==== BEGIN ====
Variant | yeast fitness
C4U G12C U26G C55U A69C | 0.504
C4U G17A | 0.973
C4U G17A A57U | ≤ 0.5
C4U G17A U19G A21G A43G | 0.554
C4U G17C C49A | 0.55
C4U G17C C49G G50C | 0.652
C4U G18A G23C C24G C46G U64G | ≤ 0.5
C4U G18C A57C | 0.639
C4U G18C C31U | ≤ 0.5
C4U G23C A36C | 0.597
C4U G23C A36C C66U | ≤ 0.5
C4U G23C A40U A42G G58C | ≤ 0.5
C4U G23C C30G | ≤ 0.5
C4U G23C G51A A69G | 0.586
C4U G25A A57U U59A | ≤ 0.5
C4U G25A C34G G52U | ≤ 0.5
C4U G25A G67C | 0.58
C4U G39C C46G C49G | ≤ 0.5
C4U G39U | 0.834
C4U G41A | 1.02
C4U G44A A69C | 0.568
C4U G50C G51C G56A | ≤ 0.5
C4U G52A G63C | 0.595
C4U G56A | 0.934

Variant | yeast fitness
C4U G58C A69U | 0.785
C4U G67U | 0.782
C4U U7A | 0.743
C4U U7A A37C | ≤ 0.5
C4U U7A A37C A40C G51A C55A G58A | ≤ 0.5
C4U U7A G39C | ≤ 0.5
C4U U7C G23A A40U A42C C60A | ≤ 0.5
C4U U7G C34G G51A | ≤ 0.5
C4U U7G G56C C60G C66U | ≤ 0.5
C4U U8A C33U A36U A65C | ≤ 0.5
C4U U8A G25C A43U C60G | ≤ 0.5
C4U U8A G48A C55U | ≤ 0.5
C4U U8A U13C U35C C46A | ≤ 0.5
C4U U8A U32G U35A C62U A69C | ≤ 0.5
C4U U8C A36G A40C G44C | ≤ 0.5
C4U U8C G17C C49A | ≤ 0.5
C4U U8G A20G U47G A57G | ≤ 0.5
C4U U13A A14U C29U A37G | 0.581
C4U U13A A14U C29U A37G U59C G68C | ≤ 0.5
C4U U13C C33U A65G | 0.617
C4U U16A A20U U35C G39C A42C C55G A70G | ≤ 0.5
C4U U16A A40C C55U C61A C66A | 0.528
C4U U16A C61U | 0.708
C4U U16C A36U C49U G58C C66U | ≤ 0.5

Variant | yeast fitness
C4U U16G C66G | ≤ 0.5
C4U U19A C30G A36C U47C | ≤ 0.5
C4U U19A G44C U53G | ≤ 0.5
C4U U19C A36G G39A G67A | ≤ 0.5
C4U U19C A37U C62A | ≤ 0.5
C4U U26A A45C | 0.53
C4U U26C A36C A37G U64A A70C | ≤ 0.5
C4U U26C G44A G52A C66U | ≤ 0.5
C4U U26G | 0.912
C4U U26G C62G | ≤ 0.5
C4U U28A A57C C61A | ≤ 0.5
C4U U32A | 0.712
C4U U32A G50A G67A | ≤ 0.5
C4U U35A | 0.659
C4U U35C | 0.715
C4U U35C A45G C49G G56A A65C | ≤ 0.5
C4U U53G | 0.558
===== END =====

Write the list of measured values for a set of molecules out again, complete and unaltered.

Variant | yeast fitness
C4U G12C U26G C55U A69C | 0.504
C4U G17A | 0.973
C4U G17A A57U | ≤ 0.5
C4U G17A U19G A21G A43G | 0.554
C4U G17C C49A | 0.55
C4U G17C C49G G50C | 0.652
C4U G18A G23C C24G C46G U64G | ≤ 0.5
C4U G18C A57C | 0.639
C4U G18C C31U | ≤ 0.5
C4U G23C A36C | 0.597
C4U G23C A36C C66U | ≤ 0.5
C4U G23C A40U A42G G58C | ≤ 0.5
C4U G23C C30G | ≤ 0.5
C4U G23C G51A A69G | 0.586
C4U G25A A57U U59A | ≤ 0.5
C4U G25A C34G G52U | ≤ 0.5
C4U G25A G67C | 0.58
C4U G39C C46G C49G | ≤ 0.5
C4U G39U | 0.834
C4U G41A | 1.02
C4U G44A A69C | 0.568
C4U G50C G51C G56A | ≤ 0.5
C4U G52A G63C | 0.595
C4U G56A | 0.934

Variant | yeast fitness
C4U G58C A69U | 0.785
C4U G67U | 0.782
C4U U7A | 0.743
C4U U7A A37C | ≤ 0.5
C4U U7A A37C A40C G51A C55A G58A | ≤ 0.5
C4U U7A G39C | ≤ 0.5
C4U U7C G23A A40U A42C C60A | ≤ 0.5
C4U U7G C34G G51A | ≤ 0.5
C4U U7G G56C C60G C66U | ≤ 0.5
C4U U8A C33U A36U A65C | ≤ 0.5
C4U U8A G25C A43U C60G | ≤ 0.5
C4U U8A G48A C55U | ≤ 0.5
C4U U8A U13C U35C C46A | ≤ 0.5
C4U U8A U32G U35A C62U A69C | ≤ 0.5
C4U U8C A36G A40C G44C | ≤ 0.5
C4U U8C G17C C49A | ≤ 0.5
C4U U8G A20G U47G A57G | ≤ 0.5
C4U U13A A14U C29U A37G | 0.581
C4U U13A A14U C29U A37G U59C G68C | ≤ 0.5
C4U U13C C33U A65G | 0.617
C4U U16A A20U U35C G39C A42C C55G A70G | ≤ 0.5
C4U U16A A40C C55U C61A C66A | 0.528
C4U U16A C61U | 0.708
C4U U16C A36U C49U G58C C66U | ≤ 0.5

Variant | yeast fitness
C4U U16G C66G | ≤ 0.5
C4U U19A C30G A36C U47C | ≤ 0.5
C4U U19A G44C U53G | ≤ 0.5
C4U U19C A36G G39A G67A | ≤ 0.5
C4U U19C A37U C62A | ≤ 0.5
C4U U26A A45C | 0.53
C4U U26C A36C A37G U64A A70C | ≤ 0.5
C4U U26C G44A G52A C66U | ≤ 0.5
C4U U26G | 0.912
C4U U26G C62G | ≤ 0.5
C4U U28A A57C C61A | ≤ 0.5
C4U U32A | 0.712
C4U U32A G50A G67A | ≤ 0.5
C4U U35A | 0.659
C4U U35C | 0.715
C4U U35C A45G C49G G56A A65C | ≤ 0.5
C4U U53G | 0.558